dulac.jpgThe harrowing circumstances that lead Edith Hope to the sequestered Hotel Du Lac, somewhat of a sanctuary that has conquered human mishap and accidents, are not clear at the beginning. Suspense as to her reason for being there mounts as the prose gracefully details the air of discretion and tranquility of this lakeside resort, whose sparse amenities attract few visitors. Edith is a writer whose life begins to resemble the plots of her romance novels–she is plagued by relationship drama. After an outright embarrassing incident that subverts her friends’ opinion of her, condemned out of hand, she is inevitably subjected to a brief exile until she comes to her senses and makes decent repair to society for the outrage she has perpetrated.

Hoping to bask in the engulfing silence and working on a new book, she instead meets an assortment of love’s casualties and exiles. They are aggrieved women at strange juncture in their life who put up a tranquil confidence and polite aloofness so not to betray their anguish. Bits of their life are slowly revealed as they outstay their welcome toward the end of season and have no choice but to mingle with one another for company. Mrs. Pusey is an old widow who has a whim for shopping anything of the finest quality. She has a sense of assurance that occludes any attempt to introduce an opinion to her. No wonder her daughter Jennifer, who accompanies her, has yet to be married. Monica (the svelte lady with a dog), who is on an ultimatum with her husband that she has to bear a child or he will seek other arrangement. Edith notes a breakdown in her behind those giant dark glasses–bereavement. Mme. de Bonneuil is left alone in the hotel because her son considers her manner too rustic to be allowed to live under the same roof as his wife. Edith herself ruefully reflects upon her affair with David Simmonds, a married man who is the root of her emotional turbulence.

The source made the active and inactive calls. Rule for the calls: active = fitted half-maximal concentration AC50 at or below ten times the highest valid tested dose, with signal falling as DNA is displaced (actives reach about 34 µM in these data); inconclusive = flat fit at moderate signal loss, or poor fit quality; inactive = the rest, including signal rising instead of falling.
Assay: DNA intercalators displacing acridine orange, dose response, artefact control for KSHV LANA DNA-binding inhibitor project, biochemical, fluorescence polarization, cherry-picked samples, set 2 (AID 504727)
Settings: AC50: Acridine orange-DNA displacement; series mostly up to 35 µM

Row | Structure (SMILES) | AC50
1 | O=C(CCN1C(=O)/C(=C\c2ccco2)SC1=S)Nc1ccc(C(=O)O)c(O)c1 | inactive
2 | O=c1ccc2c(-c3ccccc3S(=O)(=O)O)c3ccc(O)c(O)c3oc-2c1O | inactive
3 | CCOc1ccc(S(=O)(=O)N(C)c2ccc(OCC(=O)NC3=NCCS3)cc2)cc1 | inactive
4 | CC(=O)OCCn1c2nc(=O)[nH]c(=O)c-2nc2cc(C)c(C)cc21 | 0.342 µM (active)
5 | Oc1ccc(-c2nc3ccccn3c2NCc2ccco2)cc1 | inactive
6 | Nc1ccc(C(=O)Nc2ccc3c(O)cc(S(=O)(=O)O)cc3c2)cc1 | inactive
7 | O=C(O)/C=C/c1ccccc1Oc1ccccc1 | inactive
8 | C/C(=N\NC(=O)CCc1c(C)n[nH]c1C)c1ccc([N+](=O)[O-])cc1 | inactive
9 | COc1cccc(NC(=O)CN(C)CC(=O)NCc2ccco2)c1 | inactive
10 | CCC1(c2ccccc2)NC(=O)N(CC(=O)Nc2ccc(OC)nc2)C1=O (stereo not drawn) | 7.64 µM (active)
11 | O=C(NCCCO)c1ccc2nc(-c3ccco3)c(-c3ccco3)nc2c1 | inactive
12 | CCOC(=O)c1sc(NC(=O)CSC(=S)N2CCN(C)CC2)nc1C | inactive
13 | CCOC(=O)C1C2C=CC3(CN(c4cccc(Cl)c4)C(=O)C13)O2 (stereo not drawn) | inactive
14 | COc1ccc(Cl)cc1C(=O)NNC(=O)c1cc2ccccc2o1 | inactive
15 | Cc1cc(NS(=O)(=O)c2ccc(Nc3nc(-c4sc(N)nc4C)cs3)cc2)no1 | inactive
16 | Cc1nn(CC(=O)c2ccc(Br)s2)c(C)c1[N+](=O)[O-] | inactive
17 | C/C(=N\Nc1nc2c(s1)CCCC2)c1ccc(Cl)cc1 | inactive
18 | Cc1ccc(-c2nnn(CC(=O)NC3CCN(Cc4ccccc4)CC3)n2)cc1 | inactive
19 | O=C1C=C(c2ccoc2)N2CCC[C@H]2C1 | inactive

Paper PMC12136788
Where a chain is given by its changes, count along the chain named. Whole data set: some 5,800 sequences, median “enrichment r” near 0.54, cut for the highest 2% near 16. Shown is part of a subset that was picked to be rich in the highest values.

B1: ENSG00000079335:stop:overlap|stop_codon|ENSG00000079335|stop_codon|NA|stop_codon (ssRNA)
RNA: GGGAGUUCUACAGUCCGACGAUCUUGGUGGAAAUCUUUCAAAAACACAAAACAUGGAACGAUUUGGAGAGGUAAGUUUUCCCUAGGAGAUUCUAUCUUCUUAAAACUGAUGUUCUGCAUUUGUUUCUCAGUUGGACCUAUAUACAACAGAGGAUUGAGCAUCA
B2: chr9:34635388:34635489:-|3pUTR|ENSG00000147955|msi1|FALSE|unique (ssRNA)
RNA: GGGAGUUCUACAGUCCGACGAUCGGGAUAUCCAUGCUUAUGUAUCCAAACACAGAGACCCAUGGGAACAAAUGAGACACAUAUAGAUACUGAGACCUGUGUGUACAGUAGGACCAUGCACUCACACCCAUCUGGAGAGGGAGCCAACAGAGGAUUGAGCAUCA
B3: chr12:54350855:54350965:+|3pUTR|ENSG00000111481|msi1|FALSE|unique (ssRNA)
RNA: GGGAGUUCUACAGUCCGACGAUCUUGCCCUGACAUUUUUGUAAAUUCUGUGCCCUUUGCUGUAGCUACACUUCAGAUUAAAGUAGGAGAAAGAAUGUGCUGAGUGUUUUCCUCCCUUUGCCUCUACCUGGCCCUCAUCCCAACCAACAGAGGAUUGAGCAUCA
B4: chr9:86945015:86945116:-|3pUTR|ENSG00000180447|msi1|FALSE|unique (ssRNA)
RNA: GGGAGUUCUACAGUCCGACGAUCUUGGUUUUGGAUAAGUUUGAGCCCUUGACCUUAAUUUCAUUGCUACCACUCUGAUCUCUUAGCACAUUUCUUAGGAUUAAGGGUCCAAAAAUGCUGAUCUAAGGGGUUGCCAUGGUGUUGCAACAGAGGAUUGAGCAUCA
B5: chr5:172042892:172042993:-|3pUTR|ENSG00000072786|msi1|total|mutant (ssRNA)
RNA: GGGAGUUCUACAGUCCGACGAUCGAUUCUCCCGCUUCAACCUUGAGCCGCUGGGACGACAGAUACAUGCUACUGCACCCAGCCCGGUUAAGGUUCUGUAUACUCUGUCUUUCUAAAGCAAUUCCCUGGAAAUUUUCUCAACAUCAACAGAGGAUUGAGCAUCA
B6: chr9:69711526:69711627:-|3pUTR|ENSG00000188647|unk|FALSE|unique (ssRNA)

Fed up with all the emotional investment and unrequited love that torture herself and the souls gathering at the hotel, at the solicitous pursuit of a worldly man who coaxes her to unleash the capacity of mischief and pleasure, she entertains the possibility of a partnership based on esteem and not love. Snagged by her conscience, she searches her heart through the undiagnosed feelings, and asks if a liaison free of any romantic expectations and feelings would bring her happiness. The journey coming to terms with her spiritual depth really glorifies the theme of hope in time of despair. I’m not in a position to judge the form of partnership (open relationship, no-strings-attached relationship) but am glad that Edith makes the decision she does, after a twist.

I love the sheer beauty of the prose and its grace of style. Much of the prose focuses on creating that sulking atmosphere that hovers over these characters. The seriousness of their respective predicaments in life has not only been material for satire, ridicule, and amusement among themselves, but also makes me aware that love does come with a price–courage and conviction.


This passage sends a chill down my spine. It so hits home and I’m bowled over. We all have a secret, darker side of us that we nourish under the skin. Friends might vaguely perceive such existence but out of honor for discretion, they remain tight-lipped. You know they must be acutely aware of this pregnant silence when casual conversations hit a forgotten nerve. Once again from Anita Brookner’s Hotel Du Lac: